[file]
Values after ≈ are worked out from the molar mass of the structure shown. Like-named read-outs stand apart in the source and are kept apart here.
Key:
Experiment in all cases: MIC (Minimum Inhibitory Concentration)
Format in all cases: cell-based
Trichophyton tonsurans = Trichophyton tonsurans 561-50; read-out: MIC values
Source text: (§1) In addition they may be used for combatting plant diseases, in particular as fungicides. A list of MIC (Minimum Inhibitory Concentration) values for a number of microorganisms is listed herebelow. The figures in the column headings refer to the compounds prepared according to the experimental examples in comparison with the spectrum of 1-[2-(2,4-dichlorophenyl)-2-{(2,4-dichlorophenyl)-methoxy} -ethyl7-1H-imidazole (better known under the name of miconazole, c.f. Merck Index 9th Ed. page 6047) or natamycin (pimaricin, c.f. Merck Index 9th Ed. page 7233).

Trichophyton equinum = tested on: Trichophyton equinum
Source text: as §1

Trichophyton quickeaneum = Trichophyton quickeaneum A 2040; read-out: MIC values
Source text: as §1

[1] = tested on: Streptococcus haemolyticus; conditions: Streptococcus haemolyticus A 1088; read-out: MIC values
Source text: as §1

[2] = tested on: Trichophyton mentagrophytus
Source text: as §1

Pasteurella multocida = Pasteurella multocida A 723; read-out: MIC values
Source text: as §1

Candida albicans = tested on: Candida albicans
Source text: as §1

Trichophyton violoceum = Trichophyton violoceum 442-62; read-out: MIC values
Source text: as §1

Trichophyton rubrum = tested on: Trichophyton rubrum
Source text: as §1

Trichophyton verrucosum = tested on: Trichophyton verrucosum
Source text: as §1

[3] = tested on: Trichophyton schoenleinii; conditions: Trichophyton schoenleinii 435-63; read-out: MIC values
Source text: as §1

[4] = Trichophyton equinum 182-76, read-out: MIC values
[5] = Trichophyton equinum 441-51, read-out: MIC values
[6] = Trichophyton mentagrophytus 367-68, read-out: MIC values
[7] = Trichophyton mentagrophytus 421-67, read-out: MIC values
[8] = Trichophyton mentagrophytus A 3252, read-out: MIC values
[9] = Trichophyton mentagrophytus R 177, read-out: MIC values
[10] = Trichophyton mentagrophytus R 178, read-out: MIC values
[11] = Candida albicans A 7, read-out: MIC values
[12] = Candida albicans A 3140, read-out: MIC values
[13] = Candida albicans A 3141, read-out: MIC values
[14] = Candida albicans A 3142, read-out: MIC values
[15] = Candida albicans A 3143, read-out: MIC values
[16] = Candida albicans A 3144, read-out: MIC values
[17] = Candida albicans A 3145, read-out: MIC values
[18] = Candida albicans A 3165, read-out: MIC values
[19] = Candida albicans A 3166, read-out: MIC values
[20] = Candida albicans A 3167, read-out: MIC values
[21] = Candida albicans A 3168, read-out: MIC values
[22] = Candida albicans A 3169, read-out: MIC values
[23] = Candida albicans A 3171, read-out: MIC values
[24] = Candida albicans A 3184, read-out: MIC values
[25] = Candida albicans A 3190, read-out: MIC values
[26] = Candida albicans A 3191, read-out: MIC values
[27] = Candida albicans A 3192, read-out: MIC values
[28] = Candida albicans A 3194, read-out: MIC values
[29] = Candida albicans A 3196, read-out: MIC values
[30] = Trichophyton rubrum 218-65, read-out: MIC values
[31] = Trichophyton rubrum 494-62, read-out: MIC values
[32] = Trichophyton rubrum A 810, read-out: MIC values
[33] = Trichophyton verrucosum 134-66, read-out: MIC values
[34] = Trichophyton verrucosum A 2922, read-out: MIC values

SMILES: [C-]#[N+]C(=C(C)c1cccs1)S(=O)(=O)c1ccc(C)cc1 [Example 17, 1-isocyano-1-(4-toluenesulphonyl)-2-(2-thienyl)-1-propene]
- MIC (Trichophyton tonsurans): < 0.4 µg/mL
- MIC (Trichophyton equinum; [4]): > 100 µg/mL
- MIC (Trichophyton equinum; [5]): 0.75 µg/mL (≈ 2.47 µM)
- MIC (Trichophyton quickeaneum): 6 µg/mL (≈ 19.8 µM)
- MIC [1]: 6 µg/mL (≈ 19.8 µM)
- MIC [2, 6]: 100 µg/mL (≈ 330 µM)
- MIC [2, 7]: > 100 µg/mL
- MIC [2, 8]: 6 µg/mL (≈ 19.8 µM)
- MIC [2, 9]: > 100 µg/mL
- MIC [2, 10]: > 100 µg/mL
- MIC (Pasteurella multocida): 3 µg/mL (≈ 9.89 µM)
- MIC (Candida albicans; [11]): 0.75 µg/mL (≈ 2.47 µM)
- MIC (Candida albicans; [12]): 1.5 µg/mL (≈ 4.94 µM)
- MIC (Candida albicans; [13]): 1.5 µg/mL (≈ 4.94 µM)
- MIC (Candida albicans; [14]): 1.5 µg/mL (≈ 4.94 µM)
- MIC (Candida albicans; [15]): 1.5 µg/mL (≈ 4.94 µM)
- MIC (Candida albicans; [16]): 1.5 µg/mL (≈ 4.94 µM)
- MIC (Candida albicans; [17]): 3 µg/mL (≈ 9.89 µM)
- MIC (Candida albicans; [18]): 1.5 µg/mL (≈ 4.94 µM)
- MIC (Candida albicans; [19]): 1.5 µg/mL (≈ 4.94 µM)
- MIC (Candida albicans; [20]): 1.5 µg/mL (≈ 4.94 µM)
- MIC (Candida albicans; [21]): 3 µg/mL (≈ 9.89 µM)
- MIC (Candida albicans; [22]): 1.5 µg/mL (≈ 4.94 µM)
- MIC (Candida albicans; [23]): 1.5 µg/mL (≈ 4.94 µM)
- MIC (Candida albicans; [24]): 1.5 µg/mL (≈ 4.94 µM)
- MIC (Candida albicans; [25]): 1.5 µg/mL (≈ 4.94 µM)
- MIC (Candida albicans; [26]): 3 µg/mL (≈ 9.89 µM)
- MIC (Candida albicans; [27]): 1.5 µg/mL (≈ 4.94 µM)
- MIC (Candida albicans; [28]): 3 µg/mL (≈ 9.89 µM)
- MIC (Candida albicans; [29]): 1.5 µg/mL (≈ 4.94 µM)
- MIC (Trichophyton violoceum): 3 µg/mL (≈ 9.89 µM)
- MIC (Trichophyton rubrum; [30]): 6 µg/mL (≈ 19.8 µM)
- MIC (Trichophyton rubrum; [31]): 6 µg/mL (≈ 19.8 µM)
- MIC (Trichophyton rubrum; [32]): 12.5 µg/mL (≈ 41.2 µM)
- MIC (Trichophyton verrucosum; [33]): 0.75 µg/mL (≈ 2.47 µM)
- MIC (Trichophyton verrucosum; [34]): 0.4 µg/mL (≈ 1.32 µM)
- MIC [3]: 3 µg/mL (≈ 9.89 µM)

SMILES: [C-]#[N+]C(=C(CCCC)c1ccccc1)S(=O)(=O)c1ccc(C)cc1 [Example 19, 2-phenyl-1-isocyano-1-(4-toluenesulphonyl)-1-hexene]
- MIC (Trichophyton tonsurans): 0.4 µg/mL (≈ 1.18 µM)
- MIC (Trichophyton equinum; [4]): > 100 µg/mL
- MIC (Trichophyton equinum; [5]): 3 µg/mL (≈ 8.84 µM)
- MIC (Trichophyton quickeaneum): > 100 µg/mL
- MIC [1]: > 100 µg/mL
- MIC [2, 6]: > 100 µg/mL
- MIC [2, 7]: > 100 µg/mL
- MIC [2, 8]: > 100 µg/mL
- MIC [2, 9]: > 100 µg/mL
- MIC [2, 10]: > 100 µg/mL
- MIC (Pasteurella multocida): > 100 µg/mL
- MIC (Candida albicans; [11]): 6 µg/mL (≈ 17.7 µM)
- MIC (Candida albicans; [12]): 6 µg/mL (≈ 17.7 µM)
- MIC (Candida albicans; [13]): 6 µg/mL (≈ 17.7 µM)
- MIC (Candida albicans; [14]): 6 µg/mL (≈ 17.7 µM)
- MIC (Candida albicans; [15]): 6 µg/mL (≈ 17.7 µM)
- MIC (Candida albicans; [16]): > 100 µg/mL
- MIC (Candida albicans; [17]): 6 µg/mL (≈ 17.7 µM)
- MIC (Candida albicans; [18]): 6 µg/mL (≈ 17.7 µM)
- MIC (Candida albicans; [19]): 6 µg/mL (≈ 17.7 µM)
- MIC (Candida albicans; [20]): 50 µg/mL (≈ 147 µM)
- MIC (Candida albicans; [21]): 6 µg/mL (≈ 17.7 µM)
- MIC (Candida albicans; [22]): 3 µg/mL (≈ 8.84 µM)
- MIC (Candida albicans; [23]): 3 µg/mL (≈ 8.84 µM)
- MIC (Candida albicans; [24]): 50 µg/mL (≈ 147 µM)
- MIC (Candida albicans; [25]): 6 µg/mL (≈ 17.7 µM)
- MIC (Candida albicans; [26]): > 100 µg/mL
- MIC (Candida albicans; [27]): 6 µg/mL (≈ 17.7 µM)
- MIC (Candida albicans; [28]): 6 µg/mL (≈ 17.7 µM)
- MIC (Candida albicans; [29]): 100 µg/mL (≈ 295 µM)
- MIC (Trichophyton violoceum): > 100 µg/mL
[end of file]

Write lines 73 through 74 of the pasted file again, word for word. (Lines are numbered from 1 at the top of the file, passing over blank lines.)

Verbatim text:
- MIC (Candida albicans; [14]): 1.5 µg/mL (≈ 4.94 µM)
- MIC (Candida albicans; [15]): 1.5 µg/mL (≈ 4.94 µM)